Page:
It’s no secret that many women over 40 love cocktail hour. We feel like we deserve a glass when things go right, when things go wrong, because it’s winter, because it’s summer. We’re saying Cheers just about anytime, and why not? We work hard, we’re successful, and well, we need a treat. Sipping makes us feel good, and there’s nothing wrong with feeling good. Or is there?

Do You Have a Drinking Problem? Take the TestI’m not a big drinker, although I do love a good glass of Chateau Neuf Du Pape. If I watched a woman down more than five glasses in one sitting, I wouldn’t necessarily think she had a drinking problem. Instead, I would probably applaud her for her gusto and bravery, and then volunteer to drive her home. But if she was swigging it back every time we got together, I’d no longer be clapping.

According to Stats Canada, heavy drinkers—defined as having five or more drinks on one occasion at least once a month—represent only 8% of the female population. And yet, we’ve all been there. You’re in a restaurant, and you keep pointing to your glass. You had a successful morning, a positive chat with a co-worker, a fun night last night, and so far, it’s been a great hair day. Time to celebrate!

Are you celebrating too much? Do you need hangover cures way too often? How do you know you’ve got a drinking problem, and if you do, what should you do about it?


Assessing Your Drinking Habit

Why do wDo You Have a Drinking Problem? Take the Teste drink? We drink to feel good, to feel better, to ultra-sensitize ourselves, and to numb the emotional pain of certain experiences or issues.

Many of our everyday activities stimulate dopamine release, the feel-good hormone. And when dopamine is released, we feel pleasure, happiness, excitement, and even relaxed and less tense. Exercise, sex, eating, socializing, winning, and even the simple activities like giving, sharing, and helping all release chemicals in our brains that make us feel good. The action that gets us there is rewarding, and so we want to do it again, and we’re wired to get those dopamine-induced feelings whenever we can.

When we drink out of habit, we’re performing the action repeatedly in response to a cue that our brains recognize to elicit a certain behaviour. When the activity feels too frequent, it may be turning into a habit. Habits can signal the beginning of a drinking problem, since the “cues” become encoded in our brains, and we automatically find ourselves at their beck-and-call.

Using substances like alcohol to give us that big bang of dopamine promotes the physiological and psychological temptation to use it repeatedly, especially if we are used to getting that feel-good charge. And if that feeling is strong, it may signal a problem.

Signs of a Drinking Problem

  • Being unable to limit the amount of alcohol you drink
  • Wanting to cut down on how much you drink, but being unsuccessful at doing so
  • Spending a lot of time drinking, getting alcohol, and drinking when it’s not appropriate, like in the morning
  • Feeling a strong craving or urge to drink alcohol, especially after certain repeated circumstances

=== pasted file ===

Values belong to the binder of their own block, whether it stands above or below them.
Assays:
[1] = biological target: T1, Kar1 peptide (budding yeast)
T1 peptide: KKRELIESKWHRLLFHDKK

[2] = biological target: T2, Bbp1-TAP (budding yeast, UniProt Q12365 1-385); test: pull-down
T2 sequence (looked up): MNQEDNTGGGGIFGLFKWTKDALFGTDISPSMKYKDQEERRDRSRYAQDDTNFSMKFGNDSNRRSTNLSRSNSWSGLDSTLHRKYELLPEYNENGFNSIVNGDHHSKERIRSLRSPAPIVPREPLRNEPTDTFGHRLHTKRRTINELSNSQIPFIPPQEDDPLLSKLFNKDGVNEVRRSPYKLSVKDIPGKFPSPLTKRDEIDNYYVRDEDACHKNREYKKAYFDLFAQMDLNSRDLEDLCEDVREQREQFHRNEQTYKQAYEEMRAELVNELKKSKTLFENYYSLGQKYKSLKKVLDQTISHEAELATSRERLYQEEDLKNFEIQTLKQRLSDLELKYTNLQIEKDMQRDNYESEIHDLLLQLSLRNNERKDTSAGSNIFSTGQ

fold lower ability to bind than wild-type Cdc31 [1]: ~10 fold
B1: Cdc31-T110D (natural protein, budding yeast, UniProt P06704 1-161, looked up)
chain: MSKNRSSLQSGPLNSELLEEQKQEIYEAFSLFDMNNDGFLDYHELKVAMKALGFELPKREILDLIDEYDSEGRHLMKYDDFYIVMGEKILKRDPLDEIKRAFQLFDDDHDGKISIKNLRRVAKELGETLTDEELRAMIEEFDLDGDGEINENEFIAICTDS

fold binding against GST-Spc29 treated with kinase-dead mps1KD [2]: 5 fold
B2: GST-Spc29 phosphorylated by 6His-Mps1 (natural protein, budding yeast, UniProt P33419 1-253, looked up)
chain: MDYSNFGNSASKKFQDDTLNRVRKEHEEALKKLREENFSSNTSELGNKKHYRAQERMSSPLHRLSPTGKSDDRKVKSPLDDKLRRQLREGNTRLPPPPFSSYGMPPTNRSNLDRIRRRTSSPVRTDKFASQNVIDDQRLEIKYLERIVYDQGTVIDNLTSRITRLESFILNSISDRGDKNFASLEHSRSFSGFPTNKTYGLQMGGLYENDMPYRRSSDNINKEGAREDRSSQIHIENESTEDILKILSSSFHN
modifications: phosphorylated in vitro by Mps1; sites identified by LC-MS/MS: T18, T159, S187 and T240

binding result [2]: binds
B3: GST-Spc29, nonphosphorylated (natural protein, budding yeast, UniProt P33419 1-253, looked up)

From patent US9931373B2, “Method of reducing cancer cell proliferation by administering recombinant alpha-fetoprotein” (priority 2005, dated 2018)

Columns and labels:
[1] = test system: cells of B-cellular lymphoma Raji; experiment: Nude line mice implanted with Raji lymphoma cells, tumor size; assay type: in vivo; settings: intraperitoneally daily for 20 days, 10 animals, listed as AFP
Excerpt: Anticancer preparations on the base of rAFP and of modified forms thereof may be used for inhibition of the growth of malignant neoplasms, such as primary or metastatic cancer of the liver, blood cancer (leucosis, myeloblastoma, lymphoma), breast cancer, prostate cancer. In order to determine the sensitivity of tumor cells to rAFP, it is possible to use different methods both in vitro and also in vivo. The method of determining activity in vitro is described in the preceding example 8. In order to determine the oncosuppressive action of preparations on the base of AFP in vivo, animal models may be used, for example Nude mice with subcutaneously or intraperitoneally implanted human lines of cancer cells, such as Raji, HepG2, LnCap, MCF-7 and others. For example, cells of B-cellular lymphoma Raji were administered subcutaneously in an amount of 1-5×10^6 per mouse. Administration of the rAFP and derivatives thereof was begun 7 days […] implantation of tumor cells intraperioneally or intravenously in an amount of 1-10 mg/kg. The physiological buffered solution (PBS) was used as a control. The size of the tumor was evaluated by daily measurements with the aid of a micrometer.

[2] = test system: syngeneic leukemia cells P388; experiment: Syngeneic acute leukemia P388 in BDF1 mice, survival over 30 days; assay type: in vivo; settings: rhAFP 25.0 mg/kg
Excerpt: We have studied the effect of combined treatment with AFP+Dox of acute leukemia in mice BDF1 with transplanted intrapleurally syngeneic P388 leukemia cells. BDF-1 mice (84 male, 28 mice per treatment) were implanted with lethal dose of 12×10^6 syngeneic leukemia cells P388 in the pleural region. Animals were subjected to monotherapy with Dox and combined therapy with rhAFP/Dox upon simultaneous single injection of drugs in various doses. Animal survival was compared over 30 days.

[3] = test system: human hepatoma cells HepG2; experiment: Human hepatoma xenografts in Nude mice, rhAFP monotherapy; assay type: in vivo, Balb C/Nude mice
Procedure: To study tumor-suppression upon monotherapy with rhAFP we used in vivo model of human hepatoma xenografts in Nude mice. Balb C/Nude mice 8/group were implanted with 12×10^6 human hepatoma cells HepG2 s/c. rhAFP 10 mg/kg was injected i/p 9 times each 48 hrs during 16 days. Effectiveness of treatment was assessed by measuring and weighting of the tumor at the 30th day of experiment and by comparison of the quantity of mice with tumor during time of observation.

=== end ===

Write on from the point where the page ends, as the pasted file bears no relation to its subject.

• Failing to fulfill major obligations at work, school, or home, as due to repeated/consistent alcohol use
  • Continuing to drink alcohol even though you know it’s causing physical, social or interpersonal problems
  • Giving up or reducing social and work activities, and hobbies
  • Using alcohol in situations even where and when it’s not safe, such as when driving, swimming, or around your children
  • Developing a tolerance to alcohol, needing more when you do drink to feel its effect, or, having a reduced effect from the same amount and craving more
  • Experiencing withdrawal symptoms—such as nausea, sweating and shaking when you don’t drink, or drinking to avoid these symptoms

What You Can Do About it

If you think you might be drinking too much, here are some steps you can take:

1. If drinking is making you feel uncomfortable, it’s time to acknowledge you may have a problem. This is the first step and most important step to getting healthier, and getting help. Don’t feel ashamed. We all go through phases of difficulty where we need help to gain control.

2. Talk to someone you can confide in and trust, who won’t be judgmental and won’t stigmatize you and the situation. A drinking problem needs support. You can’t manage it on your own.

3. When out in social situations, go with a buddy who will take charge for you when you’re feeling vulnerable and may feel the urge to drink or over-drink. The best defence is to stay away from environments where the temptation to drink alcohol is present until you can trust your ability to refrain.

4. Identify your triggers. Knowing them will help you control your impulses and the other way around.

5. Get Professional help. Most drinking problems stem from emotional or relational issues. Not only can you change your environment but you can change behaviours and triggers as well. With the help of a professional, you can learn coping mechanisms, skills, and techniques to get you back on track.

Having said all that, the likelihood of you having a problem is probably low, but be aware, and know the red flags.

Cheers and Salut!






About the author

Lauren Millman

Lauren Millman is a Professional Certified Coach, Counsellor, Interventionist and Behaviourist, in private practice in Toronto. She writes for business organizations and e-magazines, and is a regularly featured expert on Rogers Daytime and CTV. Lauren is all about keeping it real, and thinking outside the box to help you get-your-happy-on. She's married with three kids, is a self-confessed coffee snob, and believes you can't own too many pairs of shoes.

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